Family day care and the centrality of child care, a modified grounded theory approach

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Mager, Brenda Leah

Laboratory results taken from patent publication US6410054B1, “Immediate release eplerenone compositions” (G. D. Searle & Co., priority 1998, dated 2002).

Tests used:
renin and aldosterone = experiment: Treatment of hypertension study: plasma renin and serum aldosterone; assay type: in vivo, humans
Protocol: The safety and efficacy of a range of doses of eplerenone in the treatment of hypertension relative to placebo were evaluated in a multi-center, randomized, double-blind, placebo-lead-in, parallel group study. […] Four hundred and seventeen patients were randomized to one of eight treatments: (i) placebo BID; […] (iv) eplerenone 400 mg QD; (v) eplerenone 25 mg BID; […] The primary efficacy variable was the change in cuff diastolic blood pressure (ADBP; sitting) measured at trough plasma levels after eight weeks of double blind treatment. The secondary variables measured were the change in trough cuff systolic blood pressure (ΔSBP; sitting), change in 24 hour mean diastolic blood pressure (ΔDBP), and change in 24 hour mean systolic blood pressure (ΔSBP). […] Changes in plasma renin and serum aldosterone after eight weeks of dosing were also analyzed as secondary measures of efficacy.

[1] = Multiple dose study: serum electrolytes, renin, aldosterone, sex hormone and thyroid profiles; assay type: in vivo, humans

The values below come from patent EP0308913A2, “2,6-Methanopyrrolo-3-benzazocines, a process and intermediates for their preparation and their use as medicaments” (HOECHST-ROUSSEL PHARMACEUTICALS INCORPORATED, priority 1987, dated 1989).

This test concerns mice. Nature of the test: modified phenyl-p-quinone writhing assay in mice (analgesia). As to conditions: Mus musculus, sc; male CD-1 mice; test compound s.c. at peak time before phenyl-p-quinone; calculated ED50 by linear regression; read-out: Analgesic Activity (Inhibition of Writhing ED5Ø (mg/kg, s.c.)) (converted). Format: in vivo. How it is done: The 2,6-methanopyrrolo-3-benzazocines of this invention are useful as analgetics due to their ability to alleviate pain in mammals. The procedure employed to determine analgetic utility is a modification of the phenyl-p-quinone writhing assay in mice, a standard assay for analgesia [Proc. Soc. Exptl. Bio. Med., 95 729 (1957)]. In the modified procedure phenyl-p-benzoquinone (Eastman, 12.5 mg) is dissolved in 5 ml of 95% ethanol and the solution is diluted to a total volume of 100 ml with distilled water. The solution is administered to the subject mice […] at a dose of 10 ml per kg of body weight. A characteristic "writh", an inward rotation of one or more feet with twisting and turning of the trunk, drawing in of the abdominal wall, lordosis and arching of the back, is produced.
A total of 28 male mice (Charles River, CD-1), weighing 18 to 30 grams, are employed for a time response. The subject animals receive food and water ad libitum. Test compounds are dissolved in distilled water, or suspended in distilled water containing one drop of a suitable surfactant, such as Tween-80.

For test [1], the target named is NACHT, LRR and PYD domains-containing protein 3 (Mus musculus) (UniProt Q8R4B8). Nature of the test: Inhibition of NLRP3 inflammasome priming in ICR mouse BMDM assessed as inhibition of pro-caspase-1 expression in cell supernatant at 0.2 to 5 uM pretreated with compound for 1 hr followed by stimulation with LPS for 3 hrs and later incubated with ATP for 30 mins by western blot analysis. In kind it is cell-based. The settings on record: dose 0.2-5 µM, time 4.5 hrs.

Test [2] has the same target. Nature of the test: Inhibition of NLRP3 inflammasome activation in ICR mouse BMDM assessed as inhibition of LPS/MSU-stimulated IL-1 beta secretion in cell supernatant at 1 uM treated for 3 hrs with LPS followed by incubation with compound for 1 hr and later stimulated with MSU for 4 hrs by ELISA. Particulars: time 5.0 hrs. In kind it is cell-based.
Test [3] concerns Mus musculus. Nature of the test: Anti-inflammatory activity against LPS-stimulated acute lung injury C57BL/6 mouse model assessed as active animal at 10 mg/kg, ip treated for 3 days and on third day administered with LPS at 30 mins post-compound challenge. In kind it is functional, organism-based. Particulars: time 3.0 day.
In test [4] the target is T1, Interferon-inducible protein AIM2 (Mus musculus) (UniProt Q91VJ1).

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The study analyzed interviews with eighteen FDC providers in rural and urban Manitoba. Seventeen participants were licensed and held a membership in either the Manitoba Child Care Association (MCCA) or Family Day Care Association of Manitoba (FDCA). One participant was unlicensed and chose not to join a professional association. Using modified grounded theory methodology combined with feminist research perspectives, four themes were identified. The "centrality of child care" was identified as the main theme and related to the other themes. This theme stated that all women purposefully made child care a dominant role in their lives. FDC offered women the best opportunity to care for their children while earning an income. Despite this, FDC primarily increased work/family stress. The thesis study also found that the contradictory support providers received was based on their own and others' acceptance of the social norm which predominately places women as child care providers. This led to them being socially and economically exploited. This study found that as home workers, family day care (FDC) providers are socially and economically exploited. These experiences are a product of the undervaluing of caring work and the view that FDC is a private arrangement between parents and providers. Only when child care is viewed as a collective and social responsibility will providers experience less exploitation. Child care policy that supports the licensing of FDC providers is one way child care can be assigned a social responsibility. To gain public support and recognition, child care licensing requirements and regulations need to be increased. To encourage women to license, economic and social incentives are needed. Government supported initiatives offered through licensing will also reduce the exploitation FDC providers experience. (Abstract shortened by UMI.)